Zero Waste Best Practices
Located in the North of Italy, Capannori has one of the highest municipal recycling rates in Europe. This zero waste town is an example of strong policy decisions and community participation achieving groundbreaking results. This case study reviews the story of their success to date.
The Slovenian capital is the first capital in Europe to declare the Zero Waste goal and in 2014 separately collected 61% of its municipal waste. The city has committed to halving the amount of residuals and increasing separate collection to 78% by 2025. How did Ljubljana manage to become EU’s best-performing capital when 10 years ago had barely started implementing separate collection?
In the North of Italy, the City of Parma presents a vivid example of a transition from traditional waste management to Zero Waste in only 4 years. The key for their success: political will, the involvement of civil society and a strategy based on minimising residual waste.
Gipuzkoa, Spanish Basque Country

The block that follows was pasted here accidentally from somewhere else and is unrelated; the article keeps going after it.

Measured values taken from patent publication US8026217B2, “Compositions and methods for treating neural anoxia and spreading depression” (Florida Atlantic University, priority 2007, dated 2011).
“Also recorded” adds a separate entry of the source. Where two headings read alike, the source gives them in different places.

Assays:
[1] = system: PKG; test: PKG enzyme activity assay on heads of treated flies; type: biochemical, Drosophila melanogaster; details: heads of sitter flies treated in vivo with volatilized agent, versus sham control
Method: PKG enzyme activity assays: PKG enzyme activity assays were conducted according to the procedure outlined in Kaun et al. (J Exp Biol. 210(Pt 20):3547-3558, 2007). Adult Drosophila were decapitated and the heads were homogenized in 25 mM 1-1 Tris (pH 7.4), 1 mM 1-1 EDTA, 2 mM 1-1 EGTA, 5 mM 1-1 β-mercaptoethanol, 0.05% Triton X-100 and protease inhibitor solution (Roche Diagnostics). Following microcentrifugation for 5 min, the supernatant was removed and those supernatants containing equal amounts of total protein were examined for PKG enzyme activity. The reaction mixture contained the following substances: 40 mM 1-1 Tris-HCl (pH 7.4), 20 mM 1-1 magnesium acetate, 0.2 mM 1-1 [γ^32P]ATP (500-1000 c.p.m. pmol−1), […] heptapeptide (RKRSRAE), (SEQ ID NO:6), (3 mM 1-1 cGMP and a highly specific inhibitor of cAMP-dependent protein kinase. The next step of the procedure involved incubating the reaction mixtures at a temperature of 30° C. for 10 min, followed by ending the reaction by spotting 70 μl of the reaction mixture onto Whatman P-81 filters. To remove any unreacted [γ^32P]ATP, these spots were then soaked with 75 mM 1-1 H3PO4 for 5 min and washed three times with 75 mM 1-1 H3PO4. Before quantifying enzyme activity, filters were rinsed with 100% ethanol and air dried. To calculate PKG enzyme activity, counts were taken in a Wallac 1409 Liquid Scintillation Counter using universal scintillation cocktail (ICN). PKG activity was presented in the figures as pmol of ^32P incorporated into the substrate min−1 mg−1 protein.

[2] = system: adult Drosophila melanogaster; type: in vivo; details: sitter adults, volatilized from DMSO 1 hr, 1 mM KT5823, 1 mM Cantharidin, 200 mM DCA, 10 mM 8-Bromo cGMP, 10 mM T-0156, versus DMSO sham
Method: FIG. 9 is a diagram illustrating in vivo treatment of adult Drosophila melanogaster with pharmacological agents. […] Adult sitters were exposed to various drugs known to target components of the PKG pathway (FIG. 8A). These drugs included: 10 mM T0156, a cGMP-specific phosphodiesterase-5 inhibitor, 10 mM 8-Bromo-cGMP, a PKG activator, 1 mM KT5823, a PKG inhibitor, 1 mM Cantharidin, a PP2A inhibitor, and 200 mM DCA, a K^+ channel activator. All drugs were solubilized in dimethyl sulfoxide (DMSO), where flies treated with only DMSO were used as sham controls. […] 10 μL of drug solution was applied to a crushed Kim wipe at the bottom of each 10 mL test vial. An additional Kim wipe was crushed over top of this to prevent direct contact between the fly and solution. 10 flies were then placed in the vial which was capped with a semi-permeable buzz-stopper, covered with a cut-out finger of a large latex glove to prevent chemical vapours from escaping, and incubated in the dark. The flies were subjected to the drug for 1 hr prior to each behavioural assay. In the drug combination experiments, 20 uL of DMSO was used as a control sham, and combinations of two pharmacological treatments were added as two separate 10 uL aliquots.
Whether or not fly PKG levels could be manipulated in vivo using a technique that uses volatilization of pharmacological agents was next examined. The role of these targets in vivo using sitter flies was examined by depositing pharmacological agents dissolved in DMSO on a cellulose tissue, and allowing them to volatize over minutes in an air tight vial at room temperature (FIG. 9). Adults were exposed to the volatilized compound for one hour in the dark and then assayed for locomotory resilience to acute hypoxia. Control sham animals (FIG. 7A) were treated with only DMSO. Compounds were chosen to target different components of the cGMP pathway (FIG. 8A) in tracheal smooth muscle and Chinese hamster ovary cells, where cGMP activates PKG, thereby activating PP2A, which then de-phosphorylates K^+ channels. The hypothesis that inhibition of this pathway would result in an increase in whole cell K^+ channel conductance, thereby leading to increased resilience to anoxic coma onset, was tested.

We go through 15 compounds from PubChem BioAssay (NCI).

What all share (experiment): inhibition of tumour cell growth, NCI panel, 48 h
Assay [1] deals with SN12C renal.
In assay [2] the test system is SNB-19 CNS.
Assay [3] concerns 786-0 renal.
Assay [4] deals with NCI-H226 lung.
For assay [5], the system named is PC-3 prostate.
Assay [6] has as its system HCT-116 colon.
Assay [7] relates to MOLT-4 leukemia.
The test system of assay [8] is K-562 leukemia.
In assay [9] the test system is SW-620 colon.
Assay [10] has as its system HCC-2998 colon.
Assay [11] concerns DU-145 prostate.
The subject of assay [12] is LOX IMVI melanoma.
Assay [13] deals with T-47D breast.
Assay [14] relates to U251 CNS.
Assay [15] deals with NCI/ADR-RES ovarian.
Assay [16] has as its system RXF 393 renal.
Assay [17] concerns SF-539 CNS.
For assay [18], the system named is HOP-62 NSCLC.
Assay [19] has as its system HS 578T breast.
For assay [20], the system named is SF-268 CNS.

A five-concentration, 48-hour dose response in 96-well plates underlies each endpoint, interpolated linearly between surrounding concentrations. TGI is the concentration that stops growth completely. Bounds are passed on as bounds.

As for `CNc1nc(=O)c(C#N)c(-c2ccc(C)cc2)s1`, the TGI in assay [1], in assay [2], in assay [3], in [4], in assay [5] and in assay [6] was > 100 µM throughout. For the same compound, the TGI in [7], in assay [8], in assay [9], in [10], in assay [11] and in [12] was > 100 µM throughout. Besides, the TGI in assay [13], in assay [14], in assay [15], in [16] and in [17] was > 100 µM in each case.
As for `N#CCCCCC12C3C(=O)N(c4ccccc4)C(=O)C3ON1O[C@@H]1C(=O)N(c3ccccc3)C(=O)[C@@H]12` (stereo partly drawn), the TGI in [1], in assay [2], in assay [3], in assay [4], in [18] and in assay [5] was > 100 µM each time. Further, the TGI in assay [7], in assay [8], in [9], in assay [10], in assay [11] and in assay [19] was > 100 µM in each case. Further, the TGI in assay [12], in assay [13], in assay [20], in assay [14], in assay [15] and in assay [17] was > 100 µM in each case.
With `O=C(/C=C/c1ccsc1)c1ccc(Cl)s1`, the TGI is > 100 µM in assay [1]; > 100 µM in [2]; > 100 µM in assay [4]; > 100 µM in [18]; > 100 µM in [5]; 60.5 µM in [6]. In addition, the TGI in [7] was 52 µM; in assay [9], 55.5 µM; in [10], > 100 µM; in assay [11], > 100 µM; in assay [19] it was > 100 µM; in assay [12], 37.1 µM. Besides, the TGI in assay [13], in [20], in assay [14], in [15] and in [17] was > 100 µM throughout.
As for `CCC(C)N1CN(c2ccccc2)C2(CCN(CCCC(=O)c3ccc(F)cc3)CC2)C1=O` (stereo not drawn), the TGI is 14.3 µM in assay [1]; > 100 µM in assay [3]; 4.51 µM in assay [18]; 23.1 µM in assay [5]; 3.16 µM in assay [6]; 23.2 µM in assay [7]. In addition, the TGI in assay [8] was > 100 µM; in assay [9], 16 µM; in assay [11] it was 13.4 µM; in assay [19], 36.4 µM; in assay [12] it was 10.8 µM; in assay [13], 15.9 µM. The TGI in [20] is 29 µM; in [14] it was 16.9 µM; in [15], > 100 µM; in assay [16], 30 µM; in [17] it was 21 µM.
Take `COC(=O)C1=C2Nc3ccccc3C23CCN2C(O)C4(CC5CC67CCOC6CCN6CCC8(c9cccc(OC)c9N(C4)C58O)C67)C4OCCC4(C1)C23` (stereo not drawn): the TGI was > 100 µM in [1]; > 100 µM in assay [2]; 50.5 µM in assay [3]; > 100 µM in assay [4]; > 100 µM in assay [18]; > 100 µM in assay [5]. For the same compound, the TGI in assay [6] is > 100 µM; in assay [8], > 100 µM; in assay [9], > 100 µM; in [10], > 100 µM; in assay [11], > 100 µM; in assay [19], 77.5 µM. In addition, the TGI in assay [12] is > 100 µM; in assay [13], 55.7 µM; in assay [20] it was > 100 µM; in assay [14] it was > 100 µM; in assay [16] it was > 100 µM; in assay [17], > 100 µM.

The province of Gipuzkoa, in Spanish Basque Country, has managed to almost double their recycling rates in 4 years. In 2011, they struggled to meet EU targets but now they are above the 2020’s goals and intend to keep improving. Gipuzkoa still has a long way till zero waste but is already proving that laggards can move very quickly.
Lacking the power to implement waste collection and management practices, Roubaix had to find new ways to transition to zero waste. The Town is addressing waste at source, by creating a vibrant constellation of actors committed to reducing their waste, including families, schools and businesses.
The public company Contarina serves the districts of Priula and Treviso in Northern Italy, the best performers in waste prevention and recycling in a wide area in Europe. What is the secret for Contarina to recycle two times the European average and generate five times less residual waste? This and more you will find out in this case study.
The Catalan town of Argentona, in the northeast of Barcelona, spearheads the network of Catalan Zero Waste municipalities. When the door-to-door collection system was introduced in 2004, Argentona more than doubled its recycling rates and became a pioneering reference in Catalonia.
In a country that until 2001 had no national targets for separate collection of waste, the case of the small municipality of Vrhnika in Slovenia shows how a community can make strides towards a Zero Waste objective in a short time. How did this small area go from landfilling everything to recycling most of its MSW in 20 years?